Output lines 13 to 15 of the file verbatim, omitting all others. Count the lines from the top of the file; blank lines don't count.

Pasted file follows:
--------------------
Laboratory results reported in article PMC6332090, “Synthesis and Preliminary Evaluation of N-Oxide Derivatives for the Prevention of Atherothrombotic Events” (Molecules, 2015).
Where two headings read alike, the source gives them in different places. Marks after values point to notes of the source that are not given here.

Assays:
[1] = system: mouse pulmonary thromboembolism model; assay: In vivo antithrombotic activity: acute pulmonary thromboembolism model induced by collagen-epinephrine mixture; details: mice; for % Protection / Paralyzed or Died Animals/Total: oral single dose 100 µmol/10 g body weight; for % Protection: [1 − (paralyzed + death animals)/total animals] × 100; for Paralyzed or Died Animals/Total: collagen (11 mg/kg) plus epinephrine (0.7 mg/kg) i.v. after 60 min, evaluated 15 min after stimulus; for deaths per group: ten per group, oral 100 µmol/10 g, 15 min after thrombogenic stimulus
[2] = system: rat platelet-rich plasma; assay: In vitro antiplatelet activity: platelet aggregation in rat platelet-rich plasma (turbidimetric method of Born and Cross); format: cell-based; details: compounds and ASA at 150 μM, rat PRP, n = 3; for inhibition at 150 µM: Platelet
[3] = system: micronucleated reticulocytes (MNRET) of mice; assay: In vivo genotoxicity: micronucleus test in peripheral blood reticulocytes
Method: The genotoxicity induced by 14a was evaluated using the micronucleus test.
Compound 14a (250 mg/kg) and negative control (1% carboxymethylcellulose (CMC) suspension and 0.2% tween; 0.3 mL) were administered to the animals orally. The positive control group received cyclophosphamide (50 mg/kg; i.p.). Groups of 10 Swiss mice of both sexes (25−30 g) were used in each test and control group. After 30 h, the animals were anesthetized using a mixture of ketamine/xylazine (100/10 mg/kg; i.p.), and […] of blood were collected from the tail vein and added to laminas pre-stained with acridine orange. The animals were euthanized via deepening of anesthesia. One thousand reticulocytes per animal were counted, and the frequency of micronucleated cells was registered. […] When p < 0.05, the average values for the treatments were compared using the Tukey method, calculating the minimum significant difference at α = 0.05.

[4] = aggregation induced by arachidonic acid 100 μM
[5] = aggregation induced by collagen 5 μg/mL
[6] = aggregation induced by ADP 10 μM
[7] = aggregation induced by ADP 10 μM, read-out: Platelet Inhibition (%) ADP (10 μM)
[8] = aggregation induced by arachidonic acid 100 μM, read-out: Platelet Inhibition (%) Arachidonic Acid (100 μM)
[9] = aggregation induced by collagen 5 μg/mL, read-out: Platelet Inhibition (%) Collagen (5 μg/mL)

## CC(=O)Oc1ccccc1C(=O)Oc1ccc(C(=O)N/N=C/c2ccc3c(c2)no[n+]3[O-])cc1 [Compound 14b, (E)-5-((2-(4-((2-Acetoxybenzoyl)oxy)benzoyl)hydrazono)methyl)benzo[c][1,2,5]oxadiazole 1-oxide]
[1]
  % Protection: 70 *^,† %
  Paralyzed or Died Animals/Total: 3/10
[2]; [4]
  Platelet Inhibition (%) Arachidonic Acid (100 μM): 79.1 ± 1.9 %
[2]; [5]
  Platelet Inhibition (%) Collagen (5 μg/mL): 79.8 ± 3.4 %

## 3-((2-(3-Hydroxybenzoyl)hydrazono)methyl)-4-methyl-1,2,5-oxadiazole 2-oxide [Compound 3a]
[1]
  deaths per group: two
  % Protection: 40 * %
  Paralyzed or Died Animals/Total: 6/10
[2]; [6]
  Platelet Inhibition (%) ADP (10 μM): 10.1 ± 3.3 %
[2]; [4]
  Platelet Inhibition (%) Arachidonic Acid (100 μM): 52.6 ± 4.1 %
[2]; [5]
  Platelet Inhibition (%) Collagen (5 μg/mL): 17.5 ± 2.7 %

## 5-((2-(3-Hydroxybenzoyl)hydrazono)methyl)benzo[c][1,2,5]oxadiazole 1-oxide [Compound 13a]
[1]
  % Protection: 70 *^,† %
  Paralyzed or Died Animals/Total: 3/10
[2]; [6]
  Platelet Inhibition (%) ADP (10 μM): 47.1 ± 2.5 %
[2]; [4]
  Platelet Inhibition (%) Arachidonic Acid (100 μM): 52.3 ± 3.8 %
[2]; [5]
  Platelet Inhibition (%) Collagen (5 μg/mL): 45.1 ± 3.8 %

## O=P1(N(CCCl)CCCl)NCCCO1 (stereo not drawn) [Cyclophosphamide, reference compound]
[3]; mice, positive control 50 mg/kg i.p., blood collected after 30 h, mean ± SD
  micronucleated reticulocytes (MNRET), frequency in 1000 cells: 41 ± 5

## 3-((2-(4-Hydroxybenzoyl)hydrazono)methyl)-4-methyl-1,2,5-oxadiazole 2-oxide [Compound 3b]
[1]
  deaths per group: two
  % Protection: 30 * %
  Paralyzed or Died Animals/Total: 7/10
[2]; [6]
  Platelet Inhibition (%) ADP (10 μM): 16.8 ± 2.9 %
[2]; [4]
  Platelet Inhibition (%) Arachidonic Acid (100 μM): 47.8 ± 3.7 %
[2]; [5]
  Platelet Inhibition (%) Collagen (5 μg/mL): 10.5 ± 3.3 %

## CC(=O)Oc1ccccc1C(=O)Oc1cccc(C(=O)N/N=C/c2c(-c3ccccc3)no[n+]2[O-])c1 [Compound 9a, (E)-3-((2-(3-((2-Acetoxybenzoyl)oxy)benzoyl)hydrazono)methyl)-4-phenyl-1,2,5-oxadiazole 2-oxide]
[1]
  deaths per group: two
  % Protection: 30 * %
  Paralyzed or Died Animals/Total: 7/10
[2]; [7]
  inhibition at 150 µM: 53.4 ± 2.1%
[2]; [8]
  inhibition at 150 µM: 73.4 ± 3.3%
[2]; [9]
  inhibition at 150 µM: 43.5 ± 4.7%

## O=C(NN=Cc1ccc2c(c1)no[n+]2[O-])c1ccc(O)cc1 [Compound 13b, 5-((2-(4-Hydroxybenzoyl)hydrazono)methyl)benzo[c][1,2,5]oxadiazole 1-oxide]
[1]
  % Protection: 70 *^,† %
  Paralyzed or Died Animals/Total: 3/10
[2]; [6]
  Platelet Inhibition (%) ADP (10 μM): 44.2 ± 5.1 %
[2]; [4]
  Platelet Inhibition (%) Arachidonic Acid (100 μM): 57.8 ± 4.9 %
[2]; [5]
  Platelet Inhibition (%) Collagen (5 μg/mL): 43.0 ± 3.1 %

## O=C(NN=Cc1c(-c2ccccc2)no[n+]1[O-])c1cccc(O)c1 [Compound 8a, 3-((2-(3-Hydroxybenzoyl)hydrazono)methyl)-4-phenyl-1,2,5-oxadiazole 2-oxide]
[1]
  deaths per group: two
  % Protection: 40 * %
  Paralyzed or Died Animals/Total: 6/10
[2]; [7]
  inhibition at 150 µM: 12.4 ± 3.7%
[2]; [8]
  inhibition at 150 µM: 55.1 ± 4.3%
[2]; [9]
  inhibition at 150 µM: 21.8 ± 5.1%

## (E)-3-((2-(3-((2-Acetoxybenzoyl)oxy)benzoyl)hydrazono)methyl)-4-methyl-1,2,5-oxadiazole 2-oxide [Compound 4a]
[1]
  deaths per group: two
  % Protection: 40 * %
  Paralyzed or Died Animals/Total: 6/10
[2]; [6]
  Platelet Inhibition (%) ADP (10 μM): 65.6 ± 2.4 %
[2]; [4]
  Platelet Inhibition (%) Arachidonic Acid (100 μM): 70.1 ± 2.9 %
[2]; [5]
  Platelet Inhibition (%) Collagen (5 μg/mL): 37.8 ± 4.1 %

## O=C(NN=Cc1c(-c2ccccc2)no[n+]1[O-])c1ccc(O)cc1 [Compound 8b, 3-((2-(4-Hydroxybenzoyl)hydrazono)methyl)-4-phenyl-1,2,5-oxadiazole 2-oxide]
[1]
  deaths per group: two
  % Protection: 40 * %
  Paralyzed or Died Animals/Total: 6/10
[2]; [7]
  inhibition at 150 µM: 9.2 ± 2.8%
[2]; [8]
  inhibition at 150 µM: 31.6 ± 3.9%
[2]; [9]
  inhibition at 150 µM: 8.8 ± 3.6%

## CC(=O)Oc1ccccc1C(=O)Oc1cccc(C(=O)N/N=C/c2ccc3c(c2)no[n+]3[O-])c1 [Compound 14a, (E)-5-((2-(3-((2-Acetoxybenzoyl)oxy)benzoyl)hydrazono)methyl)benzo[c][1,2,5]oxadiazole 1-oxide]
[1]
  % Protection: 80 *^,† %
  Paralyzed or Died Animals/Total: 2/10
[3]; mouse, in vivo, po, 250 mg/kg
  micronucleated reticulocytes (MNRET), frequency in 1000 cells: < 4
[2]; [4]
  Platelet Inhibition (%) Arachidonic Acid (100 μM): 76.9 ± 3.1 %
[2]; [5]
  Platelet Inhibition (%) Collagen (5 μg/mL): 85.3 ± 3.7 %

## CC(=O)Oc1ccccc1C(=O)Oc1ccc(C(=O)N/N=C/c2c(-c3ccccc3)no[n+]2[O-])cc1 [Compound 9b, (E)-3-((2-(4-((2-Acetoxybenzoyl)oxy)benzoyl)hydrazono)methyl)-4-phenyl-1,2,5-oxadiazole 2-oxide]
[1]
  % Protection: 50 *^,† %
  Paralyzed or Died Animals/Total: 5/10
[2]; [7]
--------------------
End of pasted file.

[8] = aggregation induced by arachidonic acid 100 μM, read-out: Platelet Inhibition (%) Arachidonic Acid (100 μM)
[9] = aggregation induced by collagen 5 μg/mL, read-out: Platelet Inhibition (%) Collagen (5 μg/mL)

## CC(=O)Oc1ccccc1C(=O)Oc1ccc(C(=O)N/N=C/c2ccc3c(c2)no[n+]3[O-])cc1 [Compound 14b, (E)-5-((2-(4-((2-Acetoxybenzoyl)oxy)benzoyl)hydrazono)methyl)benzo[c][1,2,5]oxadiazole 1-oxide]